Tuesday, August 23, 2011

32 right, 6 left, 17 right

The combination of riding a particular horse oneself, then having the opportunity to watch as someone else rides the same horse, then following up by again schooling the horse has proven extremely beneficial for both me and the horses I ride.

Two examples:
Wizard- Centerline Training's Spanish barb- and I are working toward being soft, through, and round. We achieve this in walk and trot but canter and transitions have proven more difficult. Yesterday I got to watch as Wizard's Aunt Rachel schooled him in the canter. I saw her lighten the aids immediately following the canter up transition. I considered that she gave deliberate and obvious, if big, rein aids with a return to subtle rein aids as often as needed (no knitting upon the reins did she!).
With all this in mind during my ride with Wiz today, I intentionally aided him into a very good trot that was favorable to become a very good up trans to canter. Once in canter I thought about what I had watched Rachel doing the previous day and visualized a collected, through, and soft canter. Much to Wizard's contentment I neither fiddled with the reins or got stronger in them. We were able to canter 'round smoothly with several lovely transitions, and it was repeatable in both directions.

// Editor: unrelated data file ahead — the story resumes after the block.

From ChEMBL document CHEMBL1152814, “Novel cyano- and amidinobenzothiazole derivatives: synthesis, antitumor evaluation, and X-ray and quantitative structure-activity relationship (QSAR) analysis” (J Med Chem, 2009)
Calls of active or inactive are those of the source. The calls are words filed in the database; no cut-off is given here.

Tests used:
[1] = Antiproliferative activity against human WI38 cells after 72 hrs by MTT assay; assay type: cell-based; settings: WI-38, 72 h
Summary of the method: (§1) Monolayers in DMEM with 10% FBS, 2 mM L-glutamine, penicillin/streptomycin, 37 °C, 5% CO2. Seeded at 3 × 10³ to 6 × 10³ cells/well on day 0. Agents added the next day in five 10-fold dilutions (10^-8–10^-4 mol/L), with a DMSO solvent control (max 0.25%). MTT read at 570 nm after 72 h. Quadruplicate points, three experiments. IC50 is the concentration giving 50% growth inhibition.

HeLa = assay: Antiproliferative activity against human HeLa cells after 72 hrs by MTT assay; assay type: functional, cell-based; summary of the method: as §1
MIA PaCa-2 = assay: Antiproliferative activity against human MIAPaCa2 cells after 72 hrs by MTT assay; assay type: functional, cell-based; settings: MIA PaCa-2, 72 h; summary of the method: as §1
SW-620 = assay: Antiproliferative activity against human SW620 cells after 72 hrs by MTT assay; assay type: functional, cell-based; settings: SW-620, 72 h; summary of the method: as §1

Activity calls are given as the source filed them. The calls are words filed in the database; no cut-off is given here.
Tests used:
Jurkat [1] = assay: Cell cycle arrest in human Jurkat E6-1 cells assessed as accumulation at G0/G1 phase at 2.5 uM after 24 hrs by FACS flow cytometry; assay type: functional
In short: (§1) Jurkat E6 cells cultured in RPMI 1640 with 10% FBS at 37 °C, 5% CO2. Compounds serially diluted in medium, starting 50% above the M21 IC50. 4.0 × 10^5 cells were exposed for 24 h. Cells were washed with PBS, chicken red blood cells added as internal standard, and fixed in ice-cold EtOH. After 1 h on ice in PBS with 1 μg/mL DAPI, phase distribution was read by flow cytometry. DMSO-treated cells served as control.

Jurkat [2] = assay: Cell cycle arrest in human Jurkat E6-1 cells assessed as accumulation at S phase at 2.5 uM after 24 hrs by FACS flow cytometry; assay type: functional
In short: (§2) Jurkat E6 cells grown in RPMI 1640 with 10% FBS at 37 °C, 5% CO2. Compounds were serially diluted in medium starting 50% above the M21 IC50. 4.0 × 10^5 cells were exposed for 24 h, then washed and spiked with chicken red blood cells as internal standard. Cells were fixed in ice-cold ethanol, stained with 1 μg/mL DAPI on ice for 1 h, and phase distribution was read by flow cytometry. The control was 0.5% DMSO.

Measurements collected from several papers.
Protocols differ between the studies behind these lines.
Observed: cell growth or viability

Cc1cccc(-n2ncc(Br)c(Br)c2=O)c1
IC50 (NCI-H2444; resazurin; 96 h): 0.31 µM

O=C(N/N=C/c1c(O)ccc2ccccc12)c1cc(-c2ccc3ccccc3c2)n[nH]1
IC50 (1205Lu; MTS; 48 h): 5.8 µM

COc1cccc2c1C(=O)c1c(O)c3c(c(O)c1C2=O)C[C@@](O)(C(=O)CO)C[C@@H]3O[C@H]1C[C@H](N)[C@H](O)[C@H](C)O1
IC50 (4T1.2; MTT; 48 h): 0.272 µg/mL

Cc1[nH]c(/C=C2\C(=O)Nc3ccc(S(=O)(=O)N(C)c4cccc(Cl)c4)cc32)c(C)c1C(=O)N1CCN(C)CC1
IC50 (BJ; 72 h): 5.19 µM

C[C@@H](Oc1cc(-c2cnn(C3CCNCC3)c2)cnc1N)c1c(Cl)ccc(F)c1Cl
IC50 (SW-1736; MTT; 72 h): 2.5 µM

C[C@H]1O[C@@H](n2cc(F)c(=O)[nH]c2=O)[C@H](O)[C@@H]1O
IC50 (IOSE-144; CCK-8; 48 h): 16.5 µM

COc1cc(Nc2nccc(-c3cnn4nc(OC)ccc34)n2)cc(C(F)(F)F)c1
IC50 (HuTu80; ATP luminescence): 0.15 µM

Appassia, my barn buddy's lovely Arabian mare gave a new-to-Centerline student a lesson that I audited. This well schooled and elegant horse has a quirk in the canter up trans that if you're not prepared for can take you by surprise. Having experienced the quirk myself from the saddle, I had formed the opinion that it was rather large and alarming, akin to a buck. Watching the student school through it, however, proved to me that what felt to me strangely appalling from the saddle was actually a much smaller difficulty than I perceived.
Today when I rode Appassia I channeled all that Wiz had taught me with his excellent cantering and Appassia and I skipped through the minor difficulty with ease.

While watching others ride I often ride with them in my imagination: making corrections, adding impulsion, or straightening the horse as I follow along. It's neat to be able to follow up from the saddle on what one has learned visually.

Wizard and Rachel schooling canter:


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